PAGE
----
W&L hosts webinar on Putin, Ukrainian crisis

Zoom panel helps answer questions and provide context around Putin’s invasion.

Why did Vladimir Putin invade Ukraine? Why isn’t he backing down? What does it mean for the world? And why is all of this happening now?

These were just some of the questions answered in a Zoom webinar titled “Ukraine, Russia, EU, and Vladimir Putin,” hosted by Washington and Lee University March 9. The talk came against the backdrop of  Russian troops inching closer to the Ukrainian capital, Kyiv, causing thousands of deaths and forcing millions more to flee the country.

History professor Richard Bidlack, dressed in blue and yellow, the colors of the Ukrainian flag, said three main events have rooted the lifelong insecurities which motivate the actions that Russian President Vladimir Putin is taking.

Putin grew up in the ruins of Leningrad, now called St. Petersburg, Bidlack said, after it had been blockaded and sieged by the Nazis for nearly 900 days, resulting in  almost one million residents being killed. Putin’s brother died from disease, and both his parents nearly died of starvation — all before he reached the age of 10.

According to Bidlack, those experiences, as well as the countless war stories, molded Putin’s  character.

He was taught to “always be on guard,” Bidlack said. “Never again be caught unprepared.”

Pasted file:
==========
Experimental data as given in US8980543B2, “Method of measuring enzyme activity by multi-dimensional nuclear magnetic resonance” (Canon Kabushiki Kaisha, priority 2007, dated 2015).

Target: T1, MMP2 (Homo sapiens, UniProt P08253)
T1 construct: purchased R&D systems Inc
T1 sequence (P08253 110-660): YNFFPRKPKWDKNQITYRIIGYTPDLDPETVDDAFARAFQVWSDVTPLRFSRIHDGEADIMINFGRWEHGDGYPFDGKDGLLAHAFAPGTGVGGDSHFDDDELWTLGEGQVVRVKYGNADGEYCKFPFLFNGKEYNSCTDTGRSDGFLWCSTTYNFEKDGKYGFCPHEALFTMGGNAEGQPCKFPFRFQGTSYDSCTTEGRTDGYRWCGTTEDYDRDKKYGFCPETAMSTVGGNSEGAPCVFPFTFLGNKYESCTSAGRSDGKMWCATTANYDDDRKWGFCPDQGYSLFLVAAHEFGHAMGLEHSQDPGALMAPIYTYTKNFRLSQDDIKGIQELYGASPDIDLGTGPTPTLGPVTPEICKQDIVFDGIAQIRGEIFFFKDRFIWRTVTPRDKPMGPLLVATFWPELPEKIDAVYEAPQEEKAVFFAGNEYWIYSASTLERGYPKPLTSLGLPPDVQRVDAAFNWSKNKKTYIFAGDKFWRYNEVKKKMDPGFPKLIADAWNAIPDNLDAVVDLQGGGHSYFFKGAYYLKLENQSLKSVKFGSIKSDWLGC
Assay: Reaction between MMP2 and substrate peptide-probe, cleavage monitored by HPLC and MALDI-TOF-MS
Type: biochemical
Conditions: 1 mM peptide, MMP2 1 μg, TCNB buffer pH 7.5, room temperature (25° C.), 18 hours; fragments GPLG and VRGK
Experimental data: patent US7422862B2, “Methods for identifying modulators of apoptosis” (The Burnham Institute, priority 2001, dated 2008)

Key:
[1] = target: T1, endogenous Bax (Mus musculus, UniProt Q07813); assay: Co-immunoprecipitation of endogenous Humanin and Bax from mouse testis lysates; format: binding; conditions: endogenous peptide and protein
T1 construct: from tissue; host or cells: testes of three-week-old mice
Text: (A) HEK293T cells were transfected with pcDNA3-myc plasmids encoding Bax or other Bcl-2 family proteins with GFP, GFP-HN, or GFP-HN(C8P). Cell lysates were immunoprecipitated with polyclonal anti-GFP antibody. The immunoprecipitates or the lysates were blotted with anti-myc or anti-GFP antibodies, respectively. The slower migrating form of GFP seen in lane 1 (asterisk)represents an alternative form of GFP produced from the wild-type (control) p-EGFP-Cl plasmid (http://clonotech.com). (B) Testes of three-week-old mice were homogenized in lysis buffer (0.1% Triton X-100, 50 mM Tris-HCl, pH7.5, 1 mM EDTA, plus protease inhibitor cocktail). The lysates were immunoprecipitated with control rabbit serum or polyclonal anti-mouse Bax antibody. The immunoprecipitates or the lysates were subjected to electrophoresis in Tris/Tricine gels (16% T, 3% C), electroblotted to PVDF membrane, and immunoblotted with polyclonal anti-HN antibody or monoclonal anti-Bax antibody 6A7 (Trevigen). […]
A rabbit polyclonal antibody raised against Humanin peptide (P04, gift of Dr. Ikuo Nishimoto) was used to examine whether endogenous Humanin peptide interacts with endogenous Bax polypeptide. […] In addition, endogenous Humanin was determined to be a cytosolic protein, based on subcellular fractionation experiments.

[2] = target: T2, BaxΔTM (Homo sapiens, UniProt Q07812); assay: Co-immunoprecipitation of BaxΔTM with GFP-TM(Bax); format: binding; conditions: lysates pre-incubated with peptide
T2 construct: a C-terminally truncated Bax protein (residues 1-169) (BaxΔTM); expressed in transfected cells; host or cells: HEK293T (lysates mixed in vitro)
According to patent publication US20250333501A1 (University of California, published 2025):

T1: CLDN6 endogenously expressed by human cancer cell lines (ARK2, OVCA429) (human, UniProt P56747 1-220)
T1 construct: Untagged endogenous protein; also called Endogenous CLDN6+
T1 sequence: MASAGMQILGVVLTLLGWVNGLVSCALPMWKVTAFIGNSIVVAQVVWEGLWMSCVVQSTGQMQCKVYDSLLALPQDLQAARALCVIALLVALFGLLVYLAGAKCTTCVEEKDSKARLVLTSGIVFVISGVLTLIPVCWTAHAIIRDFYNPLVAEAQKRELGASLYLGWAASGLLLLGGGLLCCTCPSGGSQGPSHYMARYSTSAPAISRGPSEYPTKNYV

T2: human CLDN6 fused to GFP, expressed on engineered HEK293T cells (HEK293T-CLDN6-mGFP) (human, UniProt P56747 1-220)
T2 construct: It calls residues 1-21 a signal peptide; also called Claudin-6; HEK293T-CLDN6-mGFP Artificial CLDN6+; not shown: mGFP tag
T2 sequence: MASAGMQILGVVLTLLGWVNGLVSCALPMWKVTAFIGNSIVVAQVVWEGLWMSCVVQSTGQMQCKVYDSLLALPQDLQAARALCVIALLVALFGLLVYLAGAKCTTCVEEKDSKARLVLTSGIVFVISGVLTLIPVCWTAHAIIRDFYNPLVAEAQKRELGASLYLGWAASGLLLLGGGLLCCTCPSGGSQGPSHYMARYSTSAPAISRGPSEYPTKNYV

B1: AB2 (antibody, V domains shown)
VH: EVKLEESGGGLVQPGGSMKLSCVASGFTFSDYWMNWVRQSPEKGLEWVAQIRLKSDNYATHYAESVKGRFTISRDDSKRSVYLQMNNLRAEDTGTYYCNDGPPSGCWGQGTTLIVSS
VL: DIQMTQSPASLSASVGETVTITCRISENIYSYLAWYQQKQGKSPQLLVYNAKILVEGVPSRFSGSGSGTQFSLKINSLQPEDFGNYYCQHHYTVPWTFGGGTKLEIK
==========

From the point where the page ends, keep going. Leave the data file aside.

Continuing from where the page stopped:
Bidlack also said that the collapse of the Soviet Union left Putin with more insecurities.

Weeks after the fall of the Berlin Wall, Putin was stationed as an officer for the KGB (the former security agency of the Soviet Union) in Dresden, East Germany, when a group of protesting citizens decided to storm the KGB office. Putin realized the office could not withstand the citizen invasion, so he called Moscow for help.

Bidlack said Putin was met with a stunning response.

“We cannot do anything without orders from Moscow,” the voice at the other end replied, Bidlack said. “Moscow is silent.”

Despite managing to convince the crowd to withdraw, the incident had a lasting effect on Putin. It led him to believe the Soviet Union’s collapse was caused by a “paralysis of power” and showed Putin how vulnerable political elites were to everyday citizens, Bidlack said.

The events in East Germany only made the “Orange Revolution” 15 years later even more profound to Putin, Bidlack said. 

Ukraine citizens successfully took to the streets demanding a new presidential election after widespread proof showed that the 2004 Ukrainian election was rigged in favor of the Russian-backed candidate.

The so-called “Orange Revolution,” and the subsequent new election in which the pro-Russian candidate was defeated, deepened Putin’s fears about NATO expansion. The fragility of his power became a point of obsession, Bidlack explained.

Bidlack said that Putin believes it is his innate destiny to bring former Soviet-controlled countries back into his sphere of influence, but he does not want to rebuild the Soviet Union.

“Putin is not nostalgic for Communism,” Bidlack said. “He even has a grudge against Lenin.”